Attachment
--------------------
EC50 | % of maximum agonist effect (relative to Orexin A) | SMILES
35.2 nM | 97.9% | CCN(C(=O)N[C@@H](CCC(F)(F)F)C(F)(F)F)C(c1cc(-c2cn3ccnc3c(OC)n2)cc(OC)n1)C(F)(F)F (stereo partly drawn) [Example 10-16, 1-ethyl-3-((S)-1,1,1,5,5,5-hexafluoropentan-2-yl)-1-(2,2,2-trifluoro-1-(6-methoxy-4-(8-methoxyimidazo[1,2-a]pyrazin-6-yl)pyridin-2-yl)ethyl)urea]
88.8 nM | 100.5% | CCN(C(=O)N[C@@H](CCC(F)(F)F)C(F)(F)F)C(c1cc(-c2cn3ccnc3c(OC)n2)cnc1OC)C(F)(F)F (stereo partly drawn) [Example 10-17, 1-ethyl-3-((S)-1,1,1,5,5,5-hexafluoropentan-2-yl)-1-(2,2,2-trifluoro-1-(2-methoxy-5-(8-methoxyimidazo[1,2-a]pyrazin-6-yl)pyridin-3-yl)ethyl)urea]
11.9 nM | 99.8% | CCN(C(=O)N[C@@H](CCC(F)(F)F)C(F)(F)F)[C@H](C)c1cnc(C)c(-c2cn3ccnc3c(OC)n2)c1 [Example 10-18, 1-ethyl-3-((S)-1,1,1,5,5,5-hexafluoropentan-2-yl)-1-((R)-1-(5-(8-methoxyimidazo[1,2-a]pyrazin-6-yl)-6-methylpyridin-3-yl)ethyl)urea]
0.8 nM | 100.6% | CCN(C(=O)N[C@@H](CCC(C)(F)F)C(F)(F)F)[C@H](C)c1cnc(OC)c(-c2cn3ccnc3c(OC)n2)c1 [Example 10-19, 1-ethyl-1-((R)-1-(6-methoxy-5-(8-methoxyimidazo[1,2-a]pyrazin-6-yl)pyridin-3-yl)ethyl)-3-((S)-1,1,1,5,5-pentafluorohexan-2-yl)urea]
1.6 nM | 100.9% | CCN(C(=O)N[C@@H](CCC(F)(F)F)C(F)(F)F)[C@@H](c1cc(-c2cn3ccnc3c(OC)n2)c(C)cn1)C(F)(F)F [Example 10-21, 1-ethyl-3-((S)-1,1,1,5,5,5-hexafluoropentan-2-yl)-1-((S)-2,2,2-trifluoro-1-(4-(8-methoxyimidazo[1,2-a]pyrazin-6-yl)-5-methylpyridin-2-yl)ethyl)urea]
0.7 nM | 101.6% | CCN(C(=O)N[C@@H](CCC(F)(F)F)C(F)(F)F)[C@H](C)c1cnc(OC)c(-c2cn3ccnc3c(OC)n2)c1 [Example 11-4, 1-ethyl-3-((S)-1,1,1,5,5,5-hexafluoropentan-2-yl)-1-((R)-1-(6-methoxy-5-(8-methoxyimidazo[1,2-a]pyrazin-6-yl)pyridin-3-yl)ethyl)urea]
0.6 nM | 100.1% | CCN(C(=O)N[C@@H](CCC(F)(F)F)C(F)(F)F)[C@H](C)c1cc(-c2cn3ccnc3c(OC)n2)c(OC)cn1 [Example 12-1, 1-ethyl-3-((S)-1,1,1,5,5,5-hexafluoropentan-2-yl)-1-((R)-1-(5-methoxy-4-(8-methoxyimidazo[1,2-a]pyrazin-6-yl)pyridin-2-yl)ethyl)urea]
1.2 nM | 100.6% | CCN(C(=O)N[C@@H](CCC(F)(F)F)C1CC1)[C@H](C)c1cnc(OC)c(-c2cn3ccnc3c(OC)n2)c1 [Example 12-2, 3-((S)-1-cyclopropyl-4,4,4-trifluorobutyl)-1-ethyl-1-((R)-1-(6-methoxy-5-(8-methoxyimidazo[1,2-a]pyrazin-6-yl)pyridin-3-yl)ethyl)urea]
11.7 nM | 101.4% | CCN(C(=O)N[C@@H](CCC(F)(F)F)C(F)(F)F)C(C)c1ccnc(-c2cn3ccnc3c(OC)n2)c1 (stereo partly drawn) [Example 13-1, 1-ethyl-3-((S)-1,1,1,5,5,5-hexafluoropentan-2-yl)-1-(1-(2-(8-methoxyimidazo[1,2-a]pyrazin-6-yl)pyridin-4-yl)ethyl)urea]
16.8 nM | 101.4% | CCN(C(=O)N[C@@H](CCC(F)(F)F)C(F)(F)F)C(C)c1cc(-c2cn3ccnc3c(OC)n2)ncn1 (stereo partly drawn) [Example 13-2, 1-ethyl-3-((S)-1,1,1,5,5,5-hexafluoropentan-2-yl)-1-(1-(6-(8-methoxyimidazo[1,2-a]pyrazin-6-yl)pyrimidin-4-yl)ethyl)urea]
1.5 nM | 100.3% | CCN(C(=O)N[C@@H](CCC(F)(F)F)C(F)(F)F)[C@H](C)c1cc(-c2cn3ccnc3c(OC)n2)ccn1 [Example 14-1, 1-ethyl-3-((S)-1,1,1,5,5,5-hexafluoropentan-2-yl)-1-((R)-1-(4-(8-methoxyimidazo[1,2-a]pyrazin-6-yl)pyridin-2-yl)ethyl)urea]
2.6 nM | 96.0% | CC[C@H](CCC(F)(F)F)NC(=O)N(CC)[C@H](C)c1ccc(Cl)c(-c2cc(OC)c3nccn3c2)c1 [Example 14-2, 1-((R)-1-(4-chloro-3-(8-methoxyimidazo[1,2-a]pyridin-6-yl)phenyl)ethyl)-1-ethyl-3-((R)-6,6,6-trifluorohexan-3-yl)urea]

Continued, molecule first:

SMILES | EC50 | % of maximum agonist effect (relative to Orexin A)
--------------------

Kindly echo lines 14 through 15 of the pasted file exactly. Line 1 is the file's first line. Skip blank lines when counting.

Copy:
Continued, molecule first:

SMILES | EC50 | % of maximum agonist effect (relative to Orexin A)